Core process psychotherapy belongs to the Humanistic and Integrative Psychotherapy orientation. As the United Kingdom Council for Psychotherapy (UKCP) writes, “Humanistic psychotherapy is an approach which tries to do justice to the whole person including mind, body and spirit. It represents a broad range of therapeutic methods. Each method recognises the self-healing capacities of the client. The humanistic psychotherapist works towards an authentic meeting of equals in the therapy relationship.” (UKCP – UK Council for Psychotherapy Colleges and Faculties Statements)
CPP is often characterized as mindfulness- or awareness-based therapy, and referred to as Buddhist psychotherapy. What it means is that it is grounded in western psychotherapeutic theory and Buddhist psychology. CPP pays attention to our relationship with ourselves and others, how we are at any moment, and how to become aware of it. This contemplative, non-violent psychotherapy allows our ‘core’ processes to unfold, and the relationship between therapist and client facilitates uncovering your inherent health, your brilliant sanity – hence ‘innate wisdom’.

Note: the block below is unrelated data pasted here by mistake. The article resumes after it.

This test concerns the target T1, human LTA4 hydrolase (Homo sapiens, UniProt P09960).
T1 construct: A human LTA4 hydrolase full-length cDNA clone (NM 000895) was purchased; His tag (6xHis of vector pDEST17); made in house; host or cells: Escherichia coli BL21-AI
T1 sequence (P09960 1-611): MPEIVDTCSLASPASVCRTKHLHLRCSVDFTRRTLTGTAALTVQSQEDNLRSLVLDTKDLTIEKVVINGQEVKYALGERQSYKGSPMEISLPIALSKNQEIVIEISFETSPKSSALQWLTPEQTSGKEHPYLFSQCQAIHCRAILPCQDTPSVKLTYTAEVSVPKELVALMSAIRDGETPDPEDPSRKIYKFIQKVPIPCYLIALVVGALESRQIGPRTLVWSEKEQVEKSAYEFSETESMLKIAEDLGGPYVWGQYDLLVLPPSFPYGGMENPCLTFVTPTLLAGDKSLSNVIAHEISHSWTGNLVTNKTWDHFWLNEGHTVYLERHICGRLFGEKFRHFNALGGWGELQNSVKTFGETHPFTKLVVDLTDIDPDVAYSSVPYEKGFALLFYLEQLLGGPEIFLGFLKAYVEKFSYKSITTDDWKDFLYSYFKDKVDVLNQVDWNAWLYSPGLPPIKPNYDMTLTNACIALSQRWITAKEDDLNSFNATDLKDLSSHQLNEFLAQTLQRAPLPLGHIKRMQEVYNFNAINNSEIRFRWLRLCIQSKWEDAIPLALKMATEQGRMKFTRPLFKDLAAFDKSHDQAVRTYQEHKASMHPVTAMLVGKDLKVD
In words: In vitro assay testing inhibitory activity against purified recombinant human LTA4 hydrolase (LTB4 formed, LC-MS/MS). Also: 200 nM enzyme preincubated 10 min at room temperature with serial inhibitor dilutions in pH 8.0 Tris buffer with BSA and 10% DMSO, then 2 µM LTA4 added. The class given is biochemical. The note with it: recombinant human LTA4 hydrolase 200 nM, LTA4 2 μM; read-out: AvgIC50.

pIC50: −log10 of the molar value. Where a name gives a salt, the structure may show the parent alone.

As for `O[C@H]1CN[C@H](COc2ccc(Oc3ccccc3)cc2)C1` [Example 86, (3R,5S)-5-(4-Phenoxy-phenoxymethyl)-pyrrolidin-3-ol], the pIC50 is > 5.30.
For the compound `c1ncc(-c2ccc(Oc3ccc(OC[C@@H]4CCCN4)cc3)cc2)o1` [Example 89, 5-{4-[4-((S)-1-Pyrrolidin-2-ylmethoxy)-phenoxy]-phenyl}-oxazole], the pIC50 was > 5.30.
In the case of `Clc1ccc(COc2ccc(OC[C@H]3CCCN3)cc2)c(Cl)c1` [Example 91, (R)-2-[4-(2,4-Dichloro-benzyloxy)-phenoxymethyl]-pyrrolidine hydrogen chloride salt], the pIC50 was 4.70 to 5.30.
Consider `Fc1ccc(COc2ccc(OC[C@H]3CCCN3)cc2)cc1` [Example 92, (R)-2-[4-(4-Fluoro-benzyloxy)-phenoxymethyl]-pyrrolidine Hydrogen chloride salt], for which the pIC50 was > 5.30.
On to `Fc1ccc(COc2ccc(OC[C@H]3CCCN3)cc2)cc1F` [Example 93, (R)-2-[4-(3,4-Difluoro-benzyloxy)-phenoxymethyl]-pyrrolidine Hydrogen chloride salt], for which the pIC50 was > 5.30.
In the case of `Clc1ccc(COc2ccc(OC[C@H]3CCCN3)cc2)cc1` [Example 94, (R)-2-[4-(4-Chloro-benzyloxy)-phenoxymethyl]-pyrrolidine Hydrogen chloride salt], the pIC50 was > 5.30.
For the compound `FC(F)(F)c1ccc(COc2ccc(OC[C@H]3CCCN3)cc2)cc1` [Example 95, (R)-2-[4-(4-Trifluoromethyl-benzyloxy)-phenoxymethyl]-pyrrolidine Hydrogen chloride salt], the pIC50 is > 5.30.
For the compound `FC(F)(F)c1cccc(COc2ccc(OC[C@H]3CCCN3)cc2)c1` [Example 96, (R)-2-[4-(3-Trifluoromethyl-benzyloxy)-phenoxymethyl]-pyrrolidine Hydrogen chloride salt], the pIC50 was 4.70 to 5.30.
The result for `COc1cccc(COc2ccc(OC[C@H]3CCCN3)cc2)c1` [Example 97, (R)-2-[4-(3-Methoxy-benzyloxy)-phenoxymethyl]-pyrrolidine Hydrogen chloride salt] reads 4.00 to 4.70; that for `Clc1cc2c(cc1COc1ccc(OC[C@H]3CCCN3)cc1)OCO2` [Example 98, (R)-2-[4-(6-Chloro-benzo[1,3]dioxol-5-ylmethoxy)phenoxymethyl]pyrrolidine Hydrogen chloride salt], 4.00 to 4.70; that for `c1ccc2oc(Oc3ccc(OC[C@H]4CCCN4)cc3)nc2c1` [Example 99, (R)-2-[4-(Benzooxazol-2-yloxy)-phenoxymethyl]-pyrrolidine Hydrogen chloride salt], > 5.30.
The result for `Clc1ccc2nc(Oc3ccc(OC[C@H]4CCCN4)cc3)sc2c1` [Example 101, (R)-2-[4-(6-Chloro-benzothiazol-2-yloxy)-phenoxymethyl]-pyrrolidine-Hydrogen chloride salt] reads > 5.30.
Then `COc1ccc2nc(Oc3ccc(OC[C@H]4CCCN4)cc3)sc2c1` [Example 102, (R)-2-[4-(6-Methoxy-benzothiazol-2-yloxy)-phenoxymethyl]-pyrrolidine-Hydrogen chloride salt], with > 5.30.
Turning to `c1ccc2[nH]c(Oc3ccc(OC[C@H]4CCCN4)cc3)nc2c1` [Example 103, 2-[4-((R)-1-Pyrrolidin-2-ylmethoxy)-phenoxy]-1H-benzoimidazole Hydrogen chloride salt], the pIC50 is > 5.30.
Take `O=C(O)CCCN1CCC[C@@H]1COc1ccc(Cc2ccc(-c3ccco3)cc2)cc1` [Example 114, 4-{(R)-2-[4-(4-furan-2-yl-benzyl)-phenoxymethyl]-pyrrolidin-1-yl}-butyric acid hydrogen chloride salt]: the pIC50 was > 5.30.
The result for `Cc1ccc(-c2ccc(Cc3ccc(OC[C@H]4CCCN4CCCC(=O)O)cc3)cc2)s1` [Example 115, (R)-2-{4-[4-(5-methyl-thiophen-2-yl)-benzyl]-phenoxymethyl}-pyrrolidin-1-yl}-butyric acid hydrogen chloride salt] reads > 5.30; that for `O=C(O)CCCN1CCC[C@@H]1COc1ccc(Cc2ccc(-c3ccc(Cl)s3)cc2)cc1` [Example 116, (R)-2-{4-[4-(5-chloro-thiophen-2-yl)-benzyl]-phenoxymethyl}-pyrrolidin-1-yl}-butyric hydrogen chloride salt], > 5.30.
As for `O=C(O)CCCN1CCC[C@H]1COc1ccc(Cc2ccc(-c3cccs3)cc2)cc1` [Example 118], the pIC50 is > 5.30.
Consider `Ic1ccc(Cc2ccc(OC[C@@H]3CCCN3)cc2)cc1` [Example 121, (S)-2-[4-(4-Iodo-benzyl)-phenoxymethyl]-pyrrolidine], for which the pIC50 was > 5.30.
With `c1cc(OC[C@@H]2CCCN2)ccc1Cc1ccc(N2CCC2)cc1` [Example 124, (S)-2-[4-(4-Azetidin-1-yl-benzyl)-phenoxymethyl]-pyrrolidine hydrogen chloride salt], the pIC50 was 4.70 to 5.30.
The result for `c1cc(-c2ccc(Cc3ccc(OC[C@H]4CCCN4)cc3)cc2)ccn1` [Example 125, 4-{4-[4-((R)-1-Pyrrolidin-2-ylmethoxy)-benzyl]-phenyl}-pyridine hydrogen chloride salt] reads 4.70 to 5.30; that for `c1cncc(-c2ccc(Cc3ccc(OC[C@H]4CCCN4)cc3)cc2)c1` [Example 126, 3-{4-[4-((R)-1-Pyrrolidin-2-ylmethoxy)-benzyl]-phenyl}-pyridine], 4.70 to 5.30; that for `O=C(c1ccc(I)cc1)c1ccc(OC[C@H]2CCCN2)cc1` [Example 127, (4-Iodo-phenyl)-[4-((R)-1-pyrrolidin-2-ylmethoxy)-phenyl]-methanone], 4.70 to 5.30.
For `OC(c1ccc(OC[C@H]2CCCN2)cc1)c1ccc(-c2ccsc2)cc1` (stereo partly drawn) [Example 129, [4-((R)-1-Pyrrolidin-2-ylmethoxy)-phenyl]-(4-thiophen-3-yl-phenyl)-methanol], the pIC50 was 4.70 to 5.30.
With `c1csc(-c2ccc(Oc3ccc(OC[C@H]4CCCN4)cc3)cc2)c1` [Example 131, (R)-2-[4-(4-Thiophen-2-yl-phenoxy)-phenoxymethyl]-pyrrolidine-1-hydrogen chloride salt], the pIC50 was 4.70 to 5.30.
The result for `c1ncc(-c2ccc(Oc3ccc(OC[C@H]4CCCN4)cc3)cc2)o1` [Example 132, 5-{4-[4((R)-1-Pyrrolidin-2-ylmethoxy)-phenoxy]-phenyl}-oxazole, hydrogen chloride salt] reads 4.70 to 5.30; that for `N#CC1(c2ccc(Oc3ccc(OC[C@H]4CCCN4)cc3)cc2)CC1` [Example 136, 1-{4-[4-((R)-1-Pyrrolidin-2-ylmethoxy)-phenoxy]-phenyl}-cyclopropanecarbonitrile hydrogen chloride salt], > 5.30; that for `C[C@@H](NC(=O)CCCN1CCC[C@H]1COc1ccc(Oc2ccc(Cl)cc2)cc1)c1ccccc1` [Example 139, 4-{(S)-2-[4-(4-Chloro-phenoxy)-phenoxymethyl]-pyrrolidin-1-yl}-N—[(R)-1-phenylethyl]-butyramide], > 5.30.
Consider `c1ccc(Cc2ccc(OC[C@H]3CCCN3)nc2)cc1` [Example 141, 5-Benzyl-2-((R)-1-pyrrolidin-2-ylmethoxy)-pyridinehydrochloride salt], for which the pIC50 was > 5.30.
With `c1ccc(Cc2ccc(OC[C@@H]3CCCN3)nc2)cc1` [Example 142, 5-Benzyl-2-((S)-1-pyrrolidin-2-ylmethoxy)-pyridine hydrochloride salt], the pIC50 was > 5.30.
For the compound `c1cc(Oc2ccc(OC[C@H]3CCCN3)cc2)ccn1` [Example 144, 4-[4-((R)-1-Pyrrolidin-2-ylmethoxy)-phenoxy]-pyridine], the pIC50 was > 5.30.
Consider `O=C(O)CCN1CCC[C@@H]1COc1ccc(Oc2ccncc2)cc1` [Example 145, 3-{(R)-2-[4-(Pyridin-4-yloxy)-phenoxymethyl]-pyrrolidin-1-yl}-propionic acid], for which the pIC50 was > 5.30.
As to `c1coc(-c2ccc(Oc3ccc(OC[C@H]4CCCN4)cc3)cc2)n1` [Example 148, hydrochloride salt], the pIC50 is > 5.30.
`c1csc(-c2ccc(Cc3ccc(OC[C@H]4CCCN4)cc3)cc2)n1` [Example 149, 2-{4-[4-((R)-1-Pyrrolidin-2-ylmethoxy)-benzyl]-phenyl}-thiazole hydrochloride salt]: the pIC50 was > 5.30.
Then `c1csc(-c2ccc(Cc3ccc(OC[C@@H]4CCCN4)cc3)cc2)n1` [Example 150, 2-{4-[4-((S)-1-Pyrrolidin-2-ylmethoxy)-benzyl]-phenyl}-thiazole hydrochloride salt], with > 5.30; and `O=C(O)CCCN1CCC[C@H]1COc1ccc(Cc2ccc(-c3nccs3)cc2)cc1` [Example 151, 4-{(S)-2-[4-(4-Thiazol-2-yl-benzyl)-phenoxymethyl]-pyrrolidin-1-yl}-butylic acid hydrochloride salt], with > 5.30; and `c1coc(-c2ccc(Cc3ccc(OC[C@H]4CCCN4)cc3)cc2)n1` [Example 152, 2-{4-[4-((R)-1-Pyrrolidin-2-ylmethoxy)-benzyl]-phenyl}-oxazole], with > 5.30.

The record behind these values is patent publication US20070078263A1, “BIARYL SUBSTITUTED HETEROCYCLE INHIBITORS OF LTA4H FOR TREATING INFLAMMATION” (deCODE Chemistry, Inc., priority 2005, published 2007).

For CPP, our potential to be healthy is simply obscured by layers and layers of habits, fears, likes and dislikes which have become entrenched and which we consider to be our ‘character’. Therapist and client engage into a process of enquiry based on mindfulness practice, and healing may occur.